Rhubarb Pavlova

Photography by Angie Norwood Browne



  • 2 lbs. rhubarb stems, cut into small pieces
  • 1c. sugar
  • 2 vanilla pods, split in half lengthways
  • 2-3 star anise
  • 2-3 cinnamon sticks
  • 1/4 c. rose water
  • rose petals for garnish

For the meringue

  • 5 large free-range egg whites, at room temperature
  • 1 T. sugar
  • 2 tsp cornflour


  1. Heat oven to 275 degrees.  Line two large baking sheets with non-stick baking parchment.  In large bowl whisk the egg whites until stiff peaks form. Gradually add in the sugar until thick and glossy, then the cornflour. Pile the meringue in soft swirls onto the baking parchment, then bake on the lowest shelf for 1 hr until crisp on the outside and dry underneath. Cool, then gently peel off the paper. Can be made up to a day in advance, just store in airtight containers.
  2. Place the rhubarb in a large pan along with the sugar, vanilla, star anise, cinnamon, and about 3/4 water. Bring to a gentle simmer, add rose water, then cook very gently until just soft. Discard the vanilla, star anise and cinnamon. Remove the rhubarb from the pan, reserving the cooking liquid. Purée half of the fruit with a hand blender, then strain into a bowl through a fine mesh sieve.
  3. Reduce the rhubarb cooking liquid until thick and syrupy. Leave rhubarb and syrup to cool (can be made up to 2 days ahead and chilled until needed).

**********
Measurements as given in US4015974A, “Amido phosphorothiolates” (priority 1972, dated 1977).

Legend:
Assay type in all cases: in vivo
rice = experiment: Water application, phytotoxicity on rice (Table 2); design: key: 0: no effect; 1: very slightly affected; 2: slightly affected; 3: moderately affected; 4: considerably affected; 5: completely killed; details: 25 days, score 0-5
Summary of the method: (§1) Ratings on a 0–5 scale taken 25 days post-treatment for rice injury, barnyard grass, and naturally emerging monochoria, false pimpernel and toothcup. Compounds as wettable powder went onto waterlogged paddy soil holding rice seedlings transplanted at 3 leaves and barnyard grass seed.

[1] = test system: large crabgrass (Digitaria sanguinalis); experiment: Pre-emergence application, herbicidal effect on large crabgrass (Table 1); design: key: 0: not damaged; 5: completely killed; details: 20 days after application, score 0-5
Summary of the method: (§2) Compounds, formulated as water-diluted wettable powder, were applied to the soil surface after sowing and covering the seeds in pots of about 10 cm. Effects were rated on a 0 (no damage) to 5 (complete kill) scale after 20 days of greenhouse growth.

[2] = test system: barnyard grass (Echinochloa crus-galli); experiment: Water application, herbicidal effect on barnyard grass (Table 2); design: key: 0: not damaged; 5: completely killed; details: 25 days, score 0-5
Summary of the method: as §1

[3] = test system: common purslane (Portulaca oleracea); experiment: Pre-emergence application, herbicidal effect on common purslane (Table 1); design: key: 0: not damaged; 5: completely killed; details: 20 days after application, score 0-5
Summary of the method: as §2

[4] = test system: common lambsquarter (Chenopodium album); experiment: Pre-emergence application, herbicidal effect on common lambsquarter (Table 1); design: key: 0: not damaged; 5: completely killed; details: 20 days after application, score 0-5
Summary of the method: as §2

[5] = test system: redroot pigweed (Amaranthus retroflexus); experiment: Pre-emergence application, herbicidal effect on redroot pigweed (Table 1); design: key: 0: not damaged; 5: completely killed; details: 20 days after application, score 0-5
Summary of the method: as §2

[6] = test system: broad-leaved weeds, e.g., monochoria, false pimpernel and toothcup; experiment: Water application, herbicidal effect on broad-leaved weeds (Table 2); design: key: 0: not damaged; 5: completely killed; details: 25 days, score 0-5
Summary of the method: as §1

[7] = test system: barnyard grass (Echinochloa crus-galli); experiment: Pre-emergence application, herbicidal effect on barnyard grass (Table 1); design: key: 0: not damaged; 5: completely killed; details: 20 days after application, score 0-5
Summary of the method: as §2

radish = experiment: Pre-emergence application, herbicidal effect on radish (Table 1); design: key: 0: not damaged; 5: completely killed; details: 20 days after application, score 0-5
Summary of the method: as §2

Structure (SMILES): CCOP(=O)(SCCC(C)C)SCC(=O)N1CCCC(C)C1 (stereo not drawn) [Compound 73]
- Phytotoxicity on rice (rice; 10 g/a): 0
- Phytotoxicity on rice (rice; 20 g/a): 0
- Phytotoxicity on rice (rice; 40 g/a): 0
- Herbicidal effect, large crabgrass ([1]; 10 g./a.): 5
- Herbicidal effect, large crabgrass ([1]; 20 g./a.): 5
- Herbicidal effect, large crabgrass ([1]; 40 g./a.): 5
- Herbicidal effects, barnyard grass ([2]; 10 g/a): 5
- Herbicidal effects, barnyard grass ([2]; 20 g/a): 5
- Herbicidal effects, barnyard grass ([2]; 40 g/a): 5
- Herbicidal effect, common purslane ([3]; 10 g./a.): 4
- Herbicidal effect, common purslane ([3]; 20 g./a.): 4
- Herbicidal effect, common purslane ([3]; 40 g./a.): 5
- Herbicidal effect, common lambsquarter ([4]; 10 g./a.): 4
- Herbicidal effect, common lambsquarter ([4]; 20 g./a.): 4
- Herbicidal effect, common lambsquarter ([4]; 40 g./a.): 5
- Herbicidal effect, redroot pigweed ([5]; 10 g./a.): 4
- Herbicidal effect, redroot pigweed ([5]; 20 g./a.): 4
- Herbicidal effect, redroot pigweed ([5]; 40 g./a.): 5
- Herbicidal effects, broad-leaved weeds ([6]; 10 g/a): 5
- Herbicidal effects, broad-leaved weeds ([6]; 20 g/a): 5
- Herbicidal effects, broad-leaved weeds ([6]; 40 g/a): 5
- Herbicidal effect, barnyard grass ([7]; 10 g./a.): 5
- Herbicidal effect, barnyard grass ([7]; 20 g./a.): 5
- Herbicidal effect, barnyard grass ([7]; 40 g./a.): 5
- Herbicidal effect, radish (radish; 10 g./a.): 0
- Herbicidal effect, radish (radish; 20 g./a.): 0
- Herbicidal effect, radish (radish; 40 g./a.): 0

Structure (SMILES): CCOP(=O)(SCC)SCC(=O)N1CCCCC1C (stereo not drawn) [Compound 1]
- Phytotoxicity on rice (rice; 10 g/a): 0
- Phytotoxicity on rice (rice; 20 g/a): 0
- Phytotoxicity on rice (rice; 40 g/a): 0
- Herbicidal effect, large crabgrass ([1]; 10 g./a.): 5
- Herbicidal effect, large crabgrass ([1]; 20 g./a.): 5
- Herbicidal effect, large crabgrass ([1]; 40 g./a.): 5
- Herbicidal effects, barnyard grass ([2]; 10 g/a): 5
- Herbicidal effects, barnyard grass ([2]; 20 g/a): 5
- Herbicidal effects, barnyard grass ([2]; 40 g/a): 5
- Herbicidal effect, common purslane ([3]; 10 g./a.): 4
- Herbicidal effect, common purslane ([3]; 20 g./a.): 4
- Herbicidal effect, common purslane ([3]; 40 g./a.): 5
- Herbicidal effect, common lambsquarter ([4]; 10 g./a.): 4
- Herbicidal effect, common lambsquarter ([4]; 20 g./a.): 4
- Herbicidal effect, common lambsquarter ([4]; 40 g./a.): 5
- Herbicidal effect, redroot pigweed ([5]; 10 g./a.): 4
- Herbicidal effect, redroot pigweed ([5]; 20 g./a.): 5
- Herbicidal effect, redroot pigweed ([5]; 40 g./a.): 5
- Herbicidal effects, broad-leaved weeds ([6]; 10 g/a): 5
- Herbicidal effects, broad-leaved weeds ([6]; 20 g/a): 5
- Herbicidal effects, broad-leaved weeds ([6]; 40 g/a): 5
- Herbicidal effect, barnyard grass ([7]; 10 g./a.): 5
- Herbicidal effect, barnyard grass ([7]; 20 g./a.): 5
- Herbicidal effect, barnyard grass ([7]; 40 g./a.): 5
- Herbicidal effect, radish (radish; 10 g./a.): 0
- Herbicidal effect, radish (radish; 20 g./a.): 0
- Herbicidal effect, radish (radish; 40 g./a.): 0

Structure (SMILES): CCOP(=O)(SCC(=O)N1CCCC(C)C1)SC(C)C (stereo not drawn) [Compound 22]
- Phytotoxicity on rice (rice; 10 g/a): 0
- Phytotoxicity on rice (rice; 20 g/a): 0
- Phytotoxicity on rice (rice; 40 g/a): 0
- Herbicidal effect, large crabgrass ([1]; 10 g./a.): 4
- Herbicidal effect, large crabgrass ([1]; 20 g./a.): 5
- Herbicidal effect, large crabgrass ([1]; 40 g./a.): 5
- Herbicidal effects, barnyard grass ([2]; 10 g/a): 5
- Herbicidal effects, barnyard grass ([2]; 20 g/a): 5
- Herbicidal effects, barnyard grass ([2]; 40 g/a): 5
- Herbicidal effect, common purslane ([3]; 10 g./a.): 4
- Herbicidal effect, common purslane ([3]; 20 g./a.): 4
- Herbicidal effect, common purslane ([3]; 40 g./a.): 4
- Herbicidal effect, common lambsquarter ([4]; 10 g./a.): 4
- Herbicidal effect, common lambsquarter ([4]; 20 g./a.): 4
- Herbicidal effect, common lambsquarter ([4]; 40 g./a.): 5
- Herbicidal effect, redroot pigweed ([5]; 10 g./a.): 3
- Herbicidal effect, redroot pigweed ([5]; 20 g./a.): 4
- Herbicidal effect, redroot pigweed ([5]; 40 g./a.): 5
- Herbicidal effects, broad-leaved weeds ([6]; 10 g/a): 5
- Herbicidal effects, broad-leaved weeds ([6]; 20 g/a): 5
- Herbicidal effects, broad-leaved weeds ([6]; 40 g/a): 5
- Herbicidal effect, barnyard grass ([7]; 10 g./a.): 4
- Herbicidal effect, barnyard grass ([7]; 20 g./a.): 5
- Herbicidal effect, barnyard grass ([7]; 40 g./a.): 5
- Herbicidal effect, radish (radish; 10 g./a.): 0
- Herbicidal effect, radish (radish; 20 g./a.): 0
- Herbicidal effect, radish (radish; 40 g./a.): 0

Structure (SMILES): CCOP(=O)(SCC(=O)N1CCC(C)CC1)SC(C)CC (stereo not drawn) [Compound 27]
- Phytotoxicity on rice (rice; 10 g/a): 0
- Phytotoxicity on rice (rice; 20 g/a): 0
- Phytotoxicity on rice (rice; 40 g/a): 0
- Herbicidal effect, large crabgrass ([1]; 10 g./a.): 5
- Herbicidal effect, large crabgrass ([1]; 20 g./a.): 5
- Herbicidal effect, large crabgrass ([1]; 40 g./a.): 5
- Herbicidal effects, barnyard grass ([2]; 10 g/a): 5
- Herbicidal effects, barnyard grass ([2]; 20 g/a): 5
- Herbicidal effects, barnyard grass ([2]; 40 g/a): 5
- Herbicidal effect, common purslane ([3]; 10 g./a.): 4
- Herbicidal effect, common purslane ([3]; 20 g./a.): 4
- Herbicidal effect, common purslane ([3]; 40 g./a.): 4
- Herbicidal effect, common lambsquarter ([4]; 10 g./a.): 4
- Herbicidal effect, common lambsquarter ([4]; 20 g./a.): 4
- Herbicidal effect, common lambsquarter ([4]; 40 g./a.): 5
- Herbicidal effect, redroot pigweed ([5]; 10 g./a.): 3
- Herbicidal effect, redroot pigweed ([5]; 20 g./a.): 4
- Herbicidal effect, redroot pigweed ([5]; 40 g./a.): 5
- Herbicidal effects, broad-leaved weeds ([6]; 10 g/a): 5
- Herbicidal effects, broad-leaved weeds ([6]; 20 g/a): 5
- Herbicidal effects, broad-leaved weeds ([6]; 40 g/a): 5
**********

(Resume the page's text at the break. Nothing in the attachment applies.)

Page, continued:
4. To serve, whip the cream until it just forms peaks. Carefully ripple the rhubarb purée through the cream. Plate each meringue and spoon on some of the rhubarb rippled cream. Top with the remaining rhubarb and spoon some of the rhubarb syrup on top and around the plate. Food styling by Karra Wise, recipe inspired by BBC Good Food.

About anbphoto

I never thought I'd start a blog because I'm not a writer. I am a Southern Catholic girl, a commercial food Photographer and an avid gardener. I have always wanted to journal my garden; growing food (fruit, herbs and vegetables), photographing ingredients from earth to plate and sharing the recipes I love. Someone suggested that I forget about all the writing and simply share my photographs and recipes. Perfect! My blog is an exploration of home gardening and cooking, so here is a little history of me and how "Stray Cats and Blackberries" came about. Born and raised in Alabama, my love for food lies in Southern cuisine. I learned early on that life is a party revolving around friends and family sharing food and wine. Backyard Summer bbqs, black eyed peas and collard greens on New Year's Day or ham and chocolate on Easter are just a few favorite Southern traditions I love sharing. I became fascinated with gardening when my husband and I bought our first house. I am a mother, a wife and someone who appreciates the little treasures and traditions in life. My garden started as an empty parking lot behind a Mom & Pop grocery store that my husband and I bought and renovated into a photography studio. While my husband put on his carpenter pants I put on my gardening gloves. Thirteen dumpsters at three tons each and nearly three years later I had a plantable space to sew seeds. I have been a food photographer and gardener for over 20 years and love the idea of merging my passions by growing food, photographing my harvest and sharing recipes with you. Enjoy

One comment

  1. Simple but marvellous dish, great work (:

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